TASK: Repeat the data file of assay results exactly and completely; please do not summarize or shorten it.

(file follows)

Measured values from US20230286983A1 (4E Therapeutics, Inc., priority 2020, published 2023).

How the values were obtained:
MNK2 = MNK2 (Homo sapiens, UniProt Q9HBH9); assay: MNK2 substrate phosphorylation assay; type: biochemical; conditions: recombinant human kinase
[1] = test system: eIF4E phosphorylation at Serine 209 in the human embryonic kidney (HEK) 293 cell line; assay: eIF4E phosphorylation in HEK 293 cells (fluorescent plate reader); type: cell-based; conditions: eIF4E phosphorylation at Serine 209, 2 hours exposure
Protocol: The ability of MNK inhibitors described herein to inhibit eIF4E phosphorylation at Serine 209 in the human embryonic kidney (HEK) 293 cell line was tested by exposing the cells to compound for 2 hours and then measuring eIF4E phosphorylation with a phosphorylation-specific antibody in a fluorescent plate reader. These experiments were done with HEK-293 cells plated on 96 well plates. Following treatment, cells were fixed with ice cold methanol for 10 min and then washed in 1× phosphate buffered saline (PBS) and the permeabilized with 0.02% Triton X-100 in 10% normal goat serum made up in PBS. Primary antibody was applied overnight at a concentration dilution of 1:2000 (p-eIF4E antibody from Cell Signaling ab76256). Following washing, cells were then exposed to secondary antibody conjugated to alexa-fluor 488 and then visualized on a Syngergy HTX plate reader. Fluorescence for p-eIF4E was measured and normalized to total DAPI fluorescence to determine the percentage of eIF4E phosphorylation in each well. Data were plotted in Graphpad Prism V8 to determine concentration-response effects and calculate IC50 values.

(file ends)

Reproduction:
Measured values from US20230286983A1 (4E Therapeutics, Inc., priority 2020, published 2023).

How the values were obtained:
MNK2 = MNK2 (Homo sapiens, UniProt Q9HBH9); assay: MNK2 substrate phosphorylation assay; type: biochemical; conditions: recombinant human kinase
[1] = test system: eIF4E phosphorylation at Serine 209 in the human embryonic kidney (HEK) 293 cell line; assay: eIF4E phosphorylation in HEK 293 cells (fluorescent plate reader); type: cell-based; conditions: eIF4E phosphorylation at Serine 209, 2 hours exposure
Protocol: The ability of MNK inhibitors described herein to inhibit eIF4E phosphorylation at Serine 209 in the human embryonic kidney (HEK) 293 cell line was tested by exposing the cells to compound for 2 hours and then measuring eIF4E phosphorylation with a phosphorylation-specific antibody in a fluorescent plate reader. These experiments were done with HEK-293 cells plated on 96 well plates. Following treatment, cells were fixed with ice cold methanol for 10 min and then washed in 1× phosphate buffered saline (PBS) and the permeabilized with 0.02% Triton X-100 in 10% normal goat serum made up in PBS. Primary antibody was applied overnight at a concentration dilution of 1:2000 (p-eIF4E antibody from Cell Signaling ab76256). Following washing, cells were then exposed to secondary antibody conjugated to alexa-fluor 488 and then visualized on a Syngergy HTX plate reader. Fluorescence for p-eIF4E was measured and normalized to total DAPI fluorescence to determine the percentage of eIF4E phosphorylation in each well. Data were plotted in Graphpad Prism V8 to determine concentration-response effects and calculate IC50 values.